Stop being polite.

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The outspoken congresswoman Maxine Waters has been attacked by Trump and his administration, accused of “inciting violence” even though Trump and his minions have said far worse things about their perceived enemies, and against anyone who disagrees with Trump.   You may love or hate Maxine Waters. You may find her outspokenness refreshing, or you may find it annoying or even rude,  but at least she’s not afraid to speak out for what she believes and call out evil where she sees it.  She’s fearless.

We who oppose Trump’s immoral and cruel policies have been polite for too long, and it’s getting us nowhere.   Reasoning nicely with them has proven impossible.  Bipartisan solutions continue to fall on deaf ears.   They keep ramming through their self-serving, destructive agenda without a thought about what the people want or need.

They hate it when we speak up and try to make them accountable.  Silence and obedience is what they expect from us.  We don’t matter.  As we stand there extending olive branches and offering compromises, they say whatever they want to whomever they want — no matter how mean or rude or untrue.  Every day, they pick away at our civil rights and find new ways to undermine our right to freedom of speech.   They act like the 1st Amendment exists only for them and we have no right to it.   Soon it may exist only for them.

I probably don’t need to remind you that our democracy is almost gone.  Fascism is winning.   Trumpism is winning.  I don’t have to spell out the reasons why this is so or the events that have transpired that make it so obvious.   Most people probably sense it has arrived.  Our checks and balances no longer work.   We have a fascist tyrant who is breaking laws that any other president would have been crucified for — and he’s apparently untouchable.  The more he gets away with, the more suffering and atrocities he inflicts, and the more we operate as a dictatorship instead of a democracy.  I don’t know if you’ve noticed, but our descent is accelerating.

Now, we have concentration camps.  For children.  In America.  We are where Hitler’s Germany was just before he seized complete power with Reichstag Fire.   Things are going to get worse.  Maybe a lot worse.

I have no idea how much farther into the abyss we will fall — or if it even has a bottom.  There certainly seems to be no bottom to the abyss of the Trump regime’s capacity for evil.

Soon, we may no longer have the right to freedom of speech.  It may soon be illegal to say critical things about Trump or his policies, or even make a joke about one of his staffers.

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They want us to be obedient little sheep, happily accepting their abuse.  Then tell us we’re the ones being rude and combative for protesting or expressing outrage.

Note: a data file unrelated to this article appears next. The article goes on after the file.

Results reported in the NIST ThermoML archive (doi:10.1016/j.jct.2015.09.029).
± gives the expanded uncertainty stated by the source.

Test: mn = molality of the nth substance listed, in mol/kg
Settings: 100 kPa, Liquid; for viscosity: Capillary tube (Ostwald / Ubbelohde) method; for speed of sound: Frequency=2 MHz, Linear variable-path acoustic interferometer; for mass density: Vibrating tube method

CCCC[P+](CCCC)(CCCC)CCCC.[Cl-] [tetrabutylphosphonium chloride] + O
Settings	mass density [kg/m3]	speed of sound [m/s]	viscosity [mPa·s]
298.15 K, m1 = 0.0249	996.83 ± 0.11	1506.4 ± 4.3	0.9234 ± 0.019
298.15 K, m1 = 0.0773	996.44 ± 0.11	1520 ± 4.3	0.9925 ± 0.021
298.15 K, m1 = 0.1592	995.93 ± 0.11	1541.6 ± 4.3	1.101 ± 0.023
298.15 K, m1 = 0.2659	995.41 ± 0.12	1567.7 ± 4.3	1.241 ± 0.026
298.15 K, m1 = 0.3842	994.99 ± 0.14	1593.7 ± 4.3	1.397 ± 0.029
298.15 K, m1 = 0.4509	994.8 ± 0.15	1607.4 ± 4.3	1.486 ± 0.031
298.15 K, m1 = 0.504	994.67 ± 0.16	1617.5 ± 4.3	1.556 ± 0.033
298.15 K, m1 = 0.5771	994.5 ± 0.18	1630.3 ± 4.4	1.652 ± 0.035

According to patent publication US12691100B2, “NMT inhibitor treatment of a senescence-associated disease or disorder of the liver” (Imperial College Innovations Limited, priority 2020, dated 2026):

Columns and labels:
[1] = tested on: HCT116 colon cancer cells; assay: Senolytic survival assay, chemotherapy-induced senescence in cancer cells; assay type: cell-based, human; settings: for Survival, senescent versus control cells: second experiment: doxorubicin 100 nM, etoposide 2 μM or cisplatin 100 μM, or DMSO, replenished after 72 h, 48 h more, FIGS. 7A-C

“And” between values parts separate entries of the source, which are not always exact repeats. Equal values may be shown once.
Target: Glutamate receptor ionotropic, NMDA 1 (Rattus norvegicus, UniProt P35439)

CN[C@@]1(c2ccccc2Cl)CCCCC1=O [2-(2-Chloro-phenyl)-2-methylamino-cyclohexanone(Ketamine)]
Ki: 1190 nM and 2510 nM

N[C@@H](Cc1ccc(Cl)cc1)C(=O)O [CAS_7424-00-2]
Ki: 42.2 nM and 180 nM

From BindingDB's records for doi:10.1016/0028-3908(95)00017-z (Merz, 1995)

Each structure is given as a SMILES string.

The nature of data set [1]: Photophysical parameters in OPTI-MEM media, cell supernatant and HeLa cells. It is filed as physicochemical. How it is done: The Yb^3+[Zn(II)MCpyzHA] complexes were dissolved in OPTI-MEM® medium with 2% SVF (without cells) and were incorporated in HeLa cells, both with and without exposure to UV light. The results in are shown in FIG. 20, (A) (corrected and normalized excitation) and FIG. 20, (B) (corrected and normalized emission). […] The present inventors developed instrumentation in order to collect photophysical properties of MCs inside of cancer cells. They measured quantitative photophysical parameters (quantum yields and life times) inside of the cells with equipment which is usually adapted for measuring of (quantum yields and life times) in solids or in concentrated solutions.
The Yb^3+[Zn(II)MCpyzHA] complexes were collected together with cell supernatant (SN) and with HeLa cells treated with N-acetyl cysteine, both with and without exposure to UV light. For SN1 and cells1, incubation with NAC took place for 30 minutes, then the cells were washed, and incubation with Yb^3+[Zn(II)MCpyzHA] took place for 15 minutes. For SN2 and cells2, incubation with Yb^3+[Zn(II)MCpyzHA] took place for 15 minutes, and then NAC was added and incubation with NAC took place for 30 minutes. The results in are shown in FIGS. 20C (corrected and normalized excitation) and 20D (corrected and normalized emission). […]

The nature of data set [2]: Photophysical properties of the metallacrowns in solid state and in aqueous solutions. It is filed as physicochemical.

Fuck that noise.  If they are rude to you, be rude back.  Why be nice to people who want to strip you of access to healthcare,  take away your Social Security,  rip babies from their mothers’ arms, and put little Hispanic children in cages?   Tell them how you really feel, while you still can.   Don’t let them gaslight you, project their own evil onto you, or say you just have Trump Derangement Syndrome which is making you overreact to the terrible things they do.

Most Democratic politicians seem to be afraid to speak truth to power.  They are afraid of not seeming politically correct.   When our country’s being overrun by a fascist dictator who could be the next Hitler, and who is already kidnapping and trafficking children and putting babies in cages, fuck political correctness.  Has the Trump side ever worried about political correctness?  Of course not.   Take a page from their book, and stop beng so nice.   They don’t play nice, so it isn’t going to work.  This may be our last chance to take a stand.

One more thing.  Stop tolerating the intolerant.

 

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The problem with white liberals.

We are too nice.  On mainstream media, with a few exceptions, white liberal pundits and commentators mince their words and are afraid to speak truth to power.   Our unwillingness to offend others tends to correlate with high empathy and concern about social justice issues, but now is not the time for us to be polite.

In the media, it’s the anti-Trump conservatives, like Steve Schmidt and Nicolle Wallace, who are speaking up fearlessly against Trump and his heartless, anti-American policies, not white liberals, who still make excuses and try to find “reasons” for why he does the things he does.   There are no good reasons.  His mind doesn’t work like a normal person’s.  He is not a good person and never will be.   He cares about no one but himself.   He will never change.   He’s a liar, a grifter, a con artist, a malignant narcissist, a racist, a misogynist, a fascist, and an all around bad person.  We need to stop pretending he has “better angels” just waiting for the right moment to reveal themselves, because he doesn’t.  So we need to stop using weasel words and euphemisms.  That just dilutes our message and will ultimately help Trump achieve his totalitarian goals.

Our unwillingness to offend is going to kill us.    Democrats and liberals, THIS is the way it should be done: